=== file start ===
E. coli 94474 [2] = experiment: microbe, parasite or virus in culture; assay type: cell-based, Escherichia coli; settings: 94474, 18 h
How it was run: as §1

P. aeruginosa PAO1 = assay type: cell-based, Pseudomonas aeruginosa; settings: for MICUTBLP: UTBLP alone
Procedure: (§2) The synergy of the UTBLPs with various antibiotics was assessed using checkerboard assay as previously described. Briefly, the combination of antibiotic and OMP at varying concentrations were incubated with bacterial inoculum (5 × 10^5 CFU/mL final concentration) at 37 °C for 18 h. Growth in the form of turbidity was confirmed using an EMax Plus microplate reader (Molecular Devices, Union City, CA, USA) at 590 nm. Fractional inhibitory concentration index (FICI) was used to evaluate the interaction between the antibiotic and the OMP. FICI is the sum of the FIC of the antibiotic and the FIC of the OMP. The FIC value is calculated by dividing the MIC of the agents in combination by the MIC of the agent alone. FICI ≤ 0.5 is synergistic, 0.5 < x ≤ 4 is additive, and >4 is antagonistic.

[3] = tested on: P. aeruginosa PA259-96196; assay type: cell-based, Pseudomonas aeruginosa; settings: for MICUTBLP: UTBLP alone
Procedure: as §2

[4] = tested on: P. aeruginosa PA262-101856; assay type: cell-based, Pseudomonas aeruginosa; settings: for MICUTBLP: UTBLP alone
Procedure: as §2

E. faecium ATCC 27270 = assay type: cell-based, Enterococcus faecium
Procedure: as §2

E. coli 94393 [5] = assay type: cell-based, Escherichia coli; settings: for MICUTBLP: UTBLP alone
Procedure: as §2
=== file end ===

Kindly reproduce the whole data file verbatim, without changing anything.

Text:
E. coli 94474 [2] = experiment: microbe, parasite or virus in culture; assay type: cell-based, Escherichia coli; settings: 94474, 18 h
How it was run: as §1

P. aeruginosa PAO1 = assay type: cell-based, Pseudomonas aeruginosa; settings: for MICUTBLP: UTBLP alone
Procedure: (§2) The synergy of the UTBLPs with various antibiotics was assessed using checkerboard assay as previously described. Briefly, the combination of antibiotic and OMP at varying concentrations were incubated with bacterial inoculum (5 × 10^5 CFU/mL final concentration) at 37 °C for 18 h. Growth in the form of turbidity was confirmed using an EMax Plus microplate reader (Molecular Devices, Union City, CA, USA) at 590 nm. Fractional inhibitory concentration index (FICI) was used to evaluate the interaction between the antibiotic and the OMP. FICI is the sum of the FIC of the antibiotic and the FIC of the OMP. The FIC value is calculated by dividing the MIC of the agents in combination by the MIC of the agent alone. FICI ≤ 0.5 is synergistic, 0.5 < x ≤ 4 is additive, and >4 is antagonistic.

[3] = tested on: P. aeruginosa PA259-96196; assay type: cell-based, Pseudomonas aeruginosa; settings: for MICUTBLP: UTBLP alone
Procedure: as §2

[4] = tested on: P. aeruginosa PA262-101856; assay type: cell-based, Pseudomonas aeruginosa; settings: for MICUTBLP: UTBLP alone
Procedure: as §2

E. faecium ATCC 27270 = assay type: cell-based, Enterococcus faecium
Procedure: as §2

E. coli 94393 [5] = assay type: cell-based, Escherichia coli; settings: for MICUTBLP: UTBLP alone
Procedure: as §2